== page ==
Murder mystery set in an ashram





‘Guruji’s Ashram’, the debut novel of Sunil Sinha, makes for an easy read. Sunil was born in Odisha, the state where his novel is set. His inspiration came from the many Gurus who accumulate millions in the name of God and peace.

Since India has been rocked by several swami scandals in the last few years, the title makes you assume this too would be a guru scandal. The book, though, is a murder mystery unlike ‘sex, lies and two Hindu Gurus: How I was conned by dangerous cult’ where American follower and writer Karen Johnson exposes an Indian Guru.

The present novel starts with three murders in different states of India. Three people die simultaneously in seemingly unrelated cases. As the investigation progresses, the investigators start finding evidence which ultimately relates these incidents and opens doors to a much larger conspiracy. The twists and turns keep you glued.

The lead character is young Tapas, who had a good job, a bright future and was about to marry the girl he loved, but fate turned against him. His father is detected with last stage cancer, and lakhs are needed for his treatment. One rich businessman strikes a deal with Tapas – marry his daughter, and he will finance the treatment. Tapas leaves his love. Soon after marriage, his father dies. Tapas thinks, ‘Had my father died a month before, I’d have happily married my love’.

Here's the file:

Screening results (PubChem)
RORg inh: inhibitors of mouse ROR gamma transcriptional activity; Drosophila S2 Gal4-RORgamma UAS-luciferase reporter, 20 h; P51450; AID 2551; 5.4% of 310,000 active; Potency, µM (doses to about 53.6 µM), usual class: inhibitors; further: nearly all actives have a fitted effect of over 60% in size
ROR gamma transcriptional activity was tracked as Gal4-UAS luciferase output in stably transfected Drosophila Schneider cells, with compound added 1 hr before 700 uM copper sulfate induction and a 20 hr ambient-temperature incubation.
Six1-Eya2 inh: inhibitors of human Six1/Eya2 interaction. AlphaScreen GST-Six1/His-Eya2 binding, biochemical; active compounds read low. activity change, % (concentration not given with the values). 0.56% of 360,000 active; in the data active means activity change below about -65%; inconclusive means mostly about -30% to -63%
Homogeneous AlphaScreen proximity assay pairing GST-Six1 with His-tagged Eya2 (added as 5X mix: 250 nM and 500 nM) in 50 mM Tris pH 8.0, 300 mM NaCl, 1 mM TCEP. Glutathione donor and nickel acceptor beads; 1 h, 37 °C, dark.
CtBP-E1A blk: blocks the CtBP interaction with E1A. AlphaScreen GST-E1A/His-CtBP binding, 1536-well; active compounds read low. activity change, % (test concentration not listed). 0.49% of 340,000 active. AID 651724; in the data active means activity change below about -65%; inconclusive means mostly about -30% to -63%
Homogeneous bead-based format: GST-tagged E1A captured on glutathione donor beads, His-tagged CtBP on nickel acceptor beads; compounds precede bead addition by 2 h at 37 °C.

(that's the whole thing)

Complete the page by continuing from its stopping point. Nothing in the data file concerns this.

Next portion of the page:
Suddenly, his wife also dies. He struggles with depression and leaves his job.  also. That’s when he met a spiritual Guru, who teaches him Pranayama, meditation, and the teachings of the Bhagavad Gita. He marries Guruji’s daughter Minakshi, who has been a victim of sexual abuse.

Soon, Tapas starts taking classes of Pranayama, meditation, and gives Gita sermons for a small fee. With this modest beginning, he goes on to build the largest ashram in India at Puri, Odisha and many ashrams in various countries around the world. Guruji donates millions of rupees to educate poor children for free. An MLA, an American and an Ayurvedic doctor are instrumental in his rise. Everything goes well till there is a murder in the ashram. In the end, Tapas’s illegimate daughter from his first love solves the case where an American is involved in a drug business using Tapas’ medicine company. The story goes through a sequence of violence from here.

The author has brilliantly used the protagonist Tapas to give the message that anyone can bring change in society and uplift the poor. He also points out that most people turn to spiritualism when they are in trouble and look for quick-fix solutions for their problems and tensions. One amongst millions of these becomes a Guru, and millions his followers.


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